A Very English Scandal
Hugh Grant delivers one of his best screen performances as a British politician trying to bury a secret.
What is it about British political scandals that invariably involves sex?
A Very English Scandal is the dramatisation of one that envelops Jeremy Thorpe, leader of the Liberal Party from 1967 – 1976. Educated from a privileged upbringing, he was a fine orator and skilled violinist.
Yet he harboured homosexual tendencies which, in the late 1960s were yet be decriminalised. Those activities were carried out furtively so as not to ruin his public persona.
A Very English Scandal, based on the book by John Preston, surrounds Jeremy’s (Hugh Grant) meeting with a young stableboy Norman Josiffe (Ben Whishaw), who later become known as Norman Scott. Such was Jeremy’s affection for Norman that he offers support when the young man is down on his luck, with a room at his mother’s residence -of all places. There the two develop a romance that serves its purpose for each.
But the boyish Norman is needy and unbalanced, and after Jeremy decides to cut him loose Norman spills all to the police.
“I was a victim of his lust,” he reveals.
Over a lengthy timeline in this drama there is blackmail, threats, denials and a plot to murder, all set against a backdrop of rising political fortunes.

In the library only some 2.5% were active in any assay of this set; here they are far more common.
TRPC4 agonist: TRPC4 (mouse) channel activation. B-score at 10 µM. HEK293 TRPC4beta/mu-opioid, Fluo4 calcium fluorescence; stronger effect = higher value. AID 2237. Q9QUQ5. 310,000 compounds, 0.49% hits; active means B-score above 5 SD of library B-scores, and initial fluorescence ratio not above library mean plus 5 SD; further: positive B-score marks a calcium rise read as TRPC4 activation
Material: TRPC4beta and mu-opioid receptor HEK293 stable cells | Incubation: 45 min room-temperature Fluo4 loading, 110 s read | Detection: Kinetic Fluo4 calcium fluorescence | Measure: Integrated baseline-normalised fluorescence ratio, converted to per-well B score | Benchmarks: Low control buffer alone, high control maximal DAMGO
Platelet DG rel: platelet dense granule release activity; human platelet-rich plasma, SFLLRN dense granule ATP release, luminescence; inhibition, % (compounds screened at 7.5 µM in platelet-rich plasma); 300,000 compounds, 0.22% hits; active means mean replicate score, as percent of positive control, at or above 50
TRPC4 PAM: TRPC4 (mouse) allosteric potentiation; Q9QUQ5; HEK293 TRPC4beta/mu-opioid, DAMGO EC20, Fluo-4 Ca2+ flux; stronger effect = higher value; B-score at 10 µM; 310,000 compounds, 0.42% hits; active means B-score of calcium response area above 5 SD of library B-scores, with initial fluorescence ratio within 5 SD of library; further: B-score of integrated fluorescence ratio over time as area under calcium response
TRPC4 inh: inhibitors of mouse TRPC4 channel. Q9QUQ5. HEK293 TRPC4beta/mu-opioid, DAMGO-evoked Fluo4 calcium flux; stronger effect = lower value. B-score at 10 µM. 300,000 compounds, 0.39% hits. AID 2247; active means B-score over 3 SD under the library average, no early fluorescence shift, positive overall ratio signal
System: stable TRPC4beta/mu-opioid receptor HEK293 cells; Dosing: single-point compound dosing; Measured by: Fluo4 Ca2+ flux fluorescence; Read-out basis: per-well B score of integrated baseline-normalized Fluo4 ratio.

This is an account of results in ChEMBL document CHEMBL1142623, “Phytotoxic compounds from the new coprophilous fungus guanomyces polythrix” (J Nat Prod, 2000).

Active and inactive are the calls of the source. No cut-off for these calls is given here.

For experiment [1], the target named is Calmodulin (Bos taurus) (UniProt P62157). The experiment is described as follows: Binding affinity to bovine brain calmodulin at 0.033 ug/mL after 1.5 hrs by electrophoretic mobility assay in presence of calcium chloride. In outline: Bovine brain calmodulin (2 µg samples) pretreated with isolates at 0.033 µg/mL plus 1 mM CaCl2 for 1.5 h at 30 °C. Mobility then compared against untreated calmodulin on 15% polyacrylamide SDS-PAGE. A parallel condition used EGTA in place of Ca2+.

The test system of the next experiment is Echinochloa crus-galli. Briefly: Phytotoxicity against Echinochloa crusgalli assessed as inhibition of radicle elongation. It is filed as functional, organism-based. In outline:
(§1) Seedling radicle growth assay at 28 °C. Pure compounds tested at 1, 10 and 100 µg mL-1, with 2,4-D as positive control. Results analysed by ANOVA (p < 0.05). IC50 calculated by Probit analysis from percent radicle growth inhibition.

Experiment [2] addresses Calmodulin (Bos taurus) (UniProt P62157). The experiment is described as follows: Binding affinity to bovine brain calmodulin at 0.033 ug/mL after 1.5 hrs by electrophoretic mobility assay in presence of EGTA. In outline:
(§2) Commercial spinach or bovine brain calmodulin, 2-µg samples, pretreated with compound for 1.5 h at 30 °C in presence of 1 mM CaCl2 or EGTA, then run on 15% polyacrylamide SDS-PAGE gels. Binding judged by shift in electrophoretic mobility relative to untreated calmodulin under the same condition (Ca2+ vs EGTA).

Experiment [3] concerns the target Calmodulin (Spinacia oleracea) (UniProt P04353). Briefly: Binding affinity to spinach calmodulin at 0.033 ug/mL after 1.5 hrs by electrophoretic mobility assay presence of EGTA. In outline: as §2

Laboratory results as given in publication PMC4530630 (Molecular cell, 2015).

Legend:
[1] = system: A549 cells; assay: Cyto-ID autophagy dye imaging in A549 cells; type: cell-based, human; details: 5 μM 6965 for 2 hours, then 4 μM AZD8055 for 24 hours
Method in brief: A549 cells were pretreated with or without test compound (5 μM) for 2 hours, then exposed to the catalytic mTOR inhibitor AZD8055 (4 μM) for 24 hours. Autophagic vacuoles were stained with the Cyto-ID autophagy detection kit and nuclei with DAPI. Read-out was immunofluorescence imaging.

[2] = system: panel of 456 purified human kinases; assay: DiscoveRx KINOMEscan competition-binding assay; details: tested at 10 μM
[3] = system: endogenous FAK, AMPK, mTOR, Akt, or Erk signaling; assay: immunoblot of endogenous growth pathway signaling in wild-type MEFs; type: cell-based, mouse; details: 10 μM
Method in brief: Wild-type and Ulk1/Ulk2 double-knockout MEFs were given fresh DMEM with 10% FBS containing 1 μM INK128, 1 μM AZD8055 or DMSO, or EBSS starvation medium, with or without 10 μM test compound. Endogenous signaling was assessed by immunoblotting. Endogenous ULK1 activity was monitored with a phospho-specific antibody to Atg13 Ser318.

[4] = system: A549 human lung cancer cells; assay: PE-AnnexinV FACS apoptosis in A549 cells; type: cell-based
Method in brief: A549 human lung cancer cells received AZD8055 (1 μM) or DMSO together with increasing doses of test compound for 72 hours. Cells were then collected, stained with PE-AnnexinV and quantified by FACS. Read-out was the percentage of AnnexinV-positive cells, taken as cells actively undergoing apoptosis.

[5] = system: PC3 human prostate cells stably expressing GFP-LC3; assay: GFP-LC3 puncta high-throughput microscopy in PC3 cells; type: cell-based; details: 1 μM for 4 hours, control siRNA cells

Jeremy also divulges his clandestine ways to fellow politician Peter Bessell (Alex Jennings), with wild and frank plans to silence Norman.
Hugh Grant is monstrously good as a corrupt politician, smiling through his double life and removed of all good conscience. This is one of the best things he has put on screen. He is matched by Ben Whishaw as the unhinged young man out of is depth and with an equally fragile sexual identity. Alex Jennings gives wise counsel as Peter Bessell, but I did have to keep reminding myself he wasn’t the abdicating King Edward VIII in The Crown.
There is a formidable supporting cast, some of whom put bring shining performances to minor screen time, including Eve Myles, Blake Harrison, Patricia Hodge and Michele Dotrice. Such is the skill of director Stephen Frears to elicit such performances. The music by Murray Gold lifts a fine work to another level again.
Russell T. Davies, who rarely disappoints with such works as Queer as Folk & Doctor Who, again delivers a tale that is captivating and challenging, with touches of dialogue that are pure theatre. At just three episodes this sorry story never drags.
Like most British dramas, this is all about class…. behaving beyond its barriers and a desperate fight to retain it.
A Very English Scandal airs 8:30pm Thursday on BBC First.